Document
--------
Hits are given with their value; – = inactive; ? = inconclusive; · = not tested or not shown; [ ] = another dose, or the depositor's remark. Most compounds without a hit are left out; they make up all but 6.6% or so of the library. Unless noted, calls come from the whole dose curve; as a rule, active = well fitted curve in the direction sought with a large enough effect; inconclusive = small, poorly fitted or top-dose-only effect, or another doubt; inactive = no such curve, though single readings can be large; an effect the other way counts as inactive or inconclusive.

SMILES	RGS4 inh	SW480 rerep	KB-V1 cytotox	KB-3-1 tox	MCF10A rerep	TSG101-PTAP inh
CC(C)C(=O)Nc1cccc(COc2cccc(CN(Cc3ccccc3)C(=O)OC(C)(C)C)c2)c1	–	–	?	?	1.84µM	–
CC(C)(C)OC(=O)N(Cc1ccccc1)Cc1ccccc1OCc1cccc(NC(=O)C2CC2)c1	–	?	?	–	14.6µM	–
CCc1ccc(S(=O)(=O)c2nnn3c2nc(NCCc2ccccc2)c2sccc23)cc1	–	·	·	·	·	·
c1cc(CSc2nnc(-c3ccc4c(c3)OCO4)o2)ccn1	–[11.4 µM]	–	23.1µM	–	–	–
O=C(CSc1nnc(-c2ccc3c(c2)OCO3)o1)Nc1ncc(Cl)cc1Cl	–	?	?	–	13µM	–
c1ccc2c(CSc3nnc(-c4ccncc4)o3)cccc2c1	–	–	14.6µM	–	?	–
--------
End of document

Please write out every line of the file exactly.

Hits are given with their value; – = inactive; ? = inconclusive; · = not tested or not shown; [ ] = another dose, or the depositor's remark. Most compounds without a hit are left out; they make up all but 6.6% or so of the library. Unless noted, calls come from the whole dose curve; as a rule, active = well fitted curve in the direction sought with a large enough effect; inconclusive = small, poorly fitted or top-dose-only effect, or another doubt; inactive = no such curve, though single readings can be large; an effect the other way counts as inactive or inconclusive.

SMILES	RGS4 inh	SW480 rerep	KB-V1 cytotox	KB-3-1 tox	MCF10A rerep	TSG101-PTAP inh
CC(C)C(=O)Nc1cccc(COc2cccc(CN(Cc3ccccc3)C(=O)OC(C)(C)C)c2)c1	–	–	?	?	1.84µM	–
CC(C)(C)OC(=O)N(Cc1ccccc1)Cc1ccccc1OCc1cccc(NC(=O)C2CC2)c1	–	?	?	–	14.6µM	–
CCc1ccc(S(=O)(=O)c2nnn3c2nc(NCCc2ccccc2)c2sccc23)cc1	–	·	·	·	·	·
c1cc(CSc2nnc(-c3ccc4c(c3)OCO4)o2)ccn1	–[11.4 µM]	–	23.1µM	–	–	–
O=C(CSc1nnc(-c2ccc3c(c2)OCO3)o1)Nc1ncc(Cl)cc1Cl	–	?	?	–	13µM	–
c1ccc2c(CSc3nnc(-c4ccncc4)o3)cccc2c1	–	–	14.6µM	–	?	–